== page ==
A Countryside task force comprising leaders from our community has been meeting since even before the mayor's election to discuss issues important to us. There also have been public meetings over the last two years at which city staff worked with Countryside residents to get feedback on what those residents felt their community needed most, and the mayor has been there to listen and learn.

    Since Countryside "constitutes approximately one-sixth of the city's property value" and its requests have been well thought-out and are definitely not excessive, we applaud the mayor's support. Certainly, criticism comes with the job. However, our mayor and commissioners also deserve to be treated fairly and appreciated for the good work they do in the vast majority of issues before them. An article that taints without cause an individual's worthy efforts would seem to require at least an apology.
    -- Jerry and Melody Figurski, Clearwater

    Countryside branch library should stay closed Sundays

    Re: Mayor helps fill area's wish lists, Nov. 5.

    Mayor Aungst has some nerve to try to open the Countryside branch library on Sundays. If this happens, then all the libraries should be opened. The same thing applies applies to the reclaimed water to Countryside. Nice, mayor, these actions should get you re-elected as the mayor of Countryside.
    -- Al Steiner, Clearwater

    Park Boulevard drugstore would be an asset

    Re: Drugstore chain offers up revised plan, Nov. 8 story.

    I think a CVS drugstore at Park Boulevard and 113th Street would be a wonderful asset to our community. The local chain drugstores need some real competition for us to get prices reduced. Many of the area's citizens are elderly and would benefit from competitive prices.

    Do not let the gripes of a few, narrow-minded neighbors derail this business that would be good for Seminole.
    -- Ralph Beck, Seminole

    Vacant building might make better site for drugstore

    Wouldn't it make better economic and public-relations sense for CVS to purchase a property such as the vacant Kash n' Karry store on Park Boulevard, which is already zoned commercial and has been an abandoned eyesore for years, rather than property in a primarily residential area?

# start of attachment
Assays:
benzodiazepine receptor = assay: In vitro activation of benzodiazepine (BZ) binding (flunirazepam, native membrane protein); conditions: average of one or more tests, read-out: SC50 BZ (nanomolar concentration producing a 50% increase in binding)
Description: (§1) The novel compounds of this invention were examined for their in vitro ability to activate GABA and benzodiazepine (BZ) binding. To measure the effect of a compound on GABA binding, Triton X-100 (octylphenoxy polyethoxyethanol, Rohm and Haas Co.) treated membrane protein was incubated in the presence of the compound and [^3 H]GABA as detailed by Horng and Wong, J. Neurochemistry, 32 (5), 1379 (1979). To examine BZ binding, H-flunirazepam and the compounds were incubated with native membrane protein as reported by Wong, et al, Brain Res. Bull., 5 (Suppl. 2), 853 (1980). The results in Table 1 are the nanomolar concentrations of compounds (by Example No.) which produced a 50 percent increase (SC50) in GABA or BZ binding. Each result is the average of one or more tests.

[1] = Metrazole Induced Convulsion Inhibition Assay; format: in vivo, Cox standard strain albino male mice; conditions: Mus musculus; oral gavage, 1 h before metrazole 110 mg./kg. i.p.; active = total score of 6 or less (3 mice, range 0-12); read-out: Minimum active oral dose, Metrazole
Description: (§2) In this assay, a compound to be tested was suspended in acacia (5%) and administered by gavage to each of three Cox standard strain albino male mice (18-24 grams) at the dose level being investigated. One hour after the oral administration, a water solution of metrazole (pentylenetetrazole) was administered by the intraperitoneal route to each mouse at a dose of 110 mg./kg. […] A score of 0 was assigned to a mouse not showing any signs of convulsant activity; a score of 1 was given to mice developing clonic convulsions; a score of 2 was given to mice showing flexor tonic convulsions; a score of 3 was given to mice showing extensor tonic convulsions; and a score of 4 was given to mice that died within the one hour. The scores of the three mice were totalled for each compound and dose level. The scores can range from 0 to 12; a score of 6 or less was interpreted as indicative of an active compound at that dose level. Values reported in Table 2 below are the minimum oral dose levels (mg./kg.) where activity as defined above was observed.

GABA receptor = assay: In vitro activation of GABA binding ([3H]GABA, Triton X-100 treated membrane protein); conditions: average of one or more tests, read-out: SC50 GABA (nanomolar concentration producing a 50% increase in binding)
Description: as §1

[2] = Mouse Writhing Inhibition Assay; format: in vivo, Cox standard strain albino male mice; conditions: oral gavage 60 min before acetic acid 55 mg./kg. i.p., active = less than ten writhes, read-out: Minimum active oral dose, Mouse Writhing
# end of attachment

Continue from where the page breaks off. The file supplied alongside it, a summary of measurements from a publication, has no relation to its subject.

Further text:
Also, the traffic flow into a store on Park Boulevard would be clearer than from 113th Street and the exposure for CVS would be greater.
    -- Elaine Salter, Seminole

    Officials give excuses for wasting potable water

    Re: Drinking water sprinkles lawns

    Water, water everywhere but fewer drops to drink.

    Last week we heard about a critical water shortage that required fast-track approval to start a desalination research project so that work could be in progress early next year. We heard about more conservation, the unknown costs, but finally decided to get more data before making a decision.

    While deliberations were in progress, the city was replacing reclaimed water with potable water because the reclaimed water was not up to standards.

    Didn't the wastewater department know what the water department knew, that there was a potable water shortage?

    Was it more important to preserve the prestige of the wastewater department to supply potable water without asking anyone to observe the watering restrictions on potable water use?

    This is reminiscent of the roundabout fountain, when we were given excuses for the use of potable water and lame excuses for the waste of the potable water.

    Is this just another embarrassment to add to our history book?
    -- Lee Regulski, Clearwater

    Anti-breast cancer walk deserved more attention

    On Oct. 21, more than 5,000 people gathered at Straub Park, took part in the Making Strides Against Breast Cancer walk, raised more than $323,000, and nothing was mentioned in your paper. Yet one week later your readers were informed about funds raised for the Society for the Prevention of Cruelty to Animals in Pinellas County, which in itself is a very worthwhile cause.

    I only wish you had given as much attention to the Making Strides Against Breast Cancer walk as you gave to the Puppies on Parade. Each year, more than 183,000 women and 1,400 men -- yes, men -- are diagnosed with breast cancer. This is not a simple ailment that inconveniences you. This is a disease that can and has destroyed the strongest of strong, torn families apart and is something that needs to constantly be in the public eye. In doing so, they can be educated and made aware of research that is being done to prevent this and over 100 other cancers that affect all of us daily.

    Yes, seeing a cute puppy gives us all a warm and comfy feeling. However, if you had shown a picture of the survivors of breast cancer and their supporters that participated in this walk, this would have made a greater impact on the community.

    With continued support, instead of walking for a cure next year, hopefully they and others will be able to gather at Straub Park and celebrate that a cure has been found.
    -- Susan Russo, Dunedin